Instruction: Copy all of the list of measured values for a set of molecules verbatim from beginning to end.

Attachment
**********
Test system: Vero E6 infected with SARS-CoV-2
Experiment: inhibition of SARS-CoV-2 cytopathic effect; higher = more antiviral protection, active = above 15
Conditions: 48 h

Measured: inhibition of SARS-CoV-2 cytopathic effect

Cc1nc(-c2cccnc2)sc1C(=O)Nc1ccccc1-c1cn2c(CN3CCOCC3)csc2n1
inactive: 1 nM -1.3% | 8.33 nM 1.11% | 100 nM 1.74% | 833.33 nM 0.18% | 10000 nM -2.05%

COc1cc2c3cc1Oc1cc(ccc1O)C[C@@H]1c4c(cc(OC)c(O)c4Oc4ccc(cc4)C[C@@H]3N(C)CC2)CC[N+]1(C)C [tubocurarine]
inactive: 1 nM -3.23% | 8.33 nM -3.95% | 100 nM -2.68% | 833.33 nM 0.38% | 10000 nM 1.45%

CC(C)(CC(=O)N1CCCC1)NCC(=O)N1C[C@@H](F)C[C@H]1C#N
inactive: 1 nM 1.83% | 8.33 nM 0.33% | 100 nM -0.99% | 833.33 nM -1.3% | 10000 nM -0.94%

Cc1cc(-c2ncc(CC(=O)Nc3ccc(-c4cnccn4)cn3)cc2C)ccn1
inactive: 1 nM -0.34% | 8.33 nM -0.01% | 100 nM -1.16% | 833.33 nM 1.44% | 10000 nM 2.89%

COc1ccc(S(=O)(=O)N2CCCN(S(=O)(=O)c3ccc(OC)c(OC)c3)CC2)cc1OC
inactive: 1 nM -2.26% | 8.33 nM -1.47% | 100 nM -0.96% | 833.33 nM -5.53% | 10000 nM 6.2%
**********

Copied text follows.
Test system: Vero E6 infected with SARS-CoV-2
Experiment: inhibition of SARS-CoV-2 cytopathic effect; higher = more antiviral protection, active = above 15
Conditions: 48 h

Measured: inhibition of SARS-CoV-2 cytopathic effect

Cc1nc(-c2cccnc2)sc1C(=O)Nc1ccccc1-c1cn2c(CN3CCOCC3)csc2n1
inactive: 1 nM -1.3% | 8.33 nM 1.11% | 100 nM 1.74% | 833.33 nM 0.18% | 10000 nM -2.05%

COc1cc2c3cc1Oc1cc(ccc1O)C[C@@H]1c4c(cc(OC)c(O)c4Oc4ccc(cc4)C[C@@H]3N(C)CC2)CC[N+]1(C)C [tubocurarine]
inactive: 1 nM -3.23% | 8.33 nM -3.95% | 100 nM -2.68% | 833.33 nM 0.38% | 10000 nM 1.45%

CC(C)(CC(=O)N1CCCC1)NCC(=O)N1C[C@@H](F)C[C@H]1C#N
inactive: 1 nM 1.83% | 8.33 nM 0.33% | 100 nM -0.99% | 833.33 nM -1.3% | 10000 nM -0.94%

Cc1cc(-c2ncc(CC(=O)Nc3ccc(-c4cnccn4)cn3)cc2C)ccn1
inactive: 1 nM -0.34% | 8.33 nM -0.01% | 100 nM -1.16% | 833.33 nM 1.44% | 10000 nM 2.89%

COc1ccc(S(=O)(=O)N2CCCN(S(=O)(=O)c3ccc(OC)c(OC)c3)CC2)cc1OC
inactive: 1 nM -2.26% | 8.33 nM -1.47% | 100 nM -0.96% | 833.33 nM -5.53% | 10000 nM 6.2%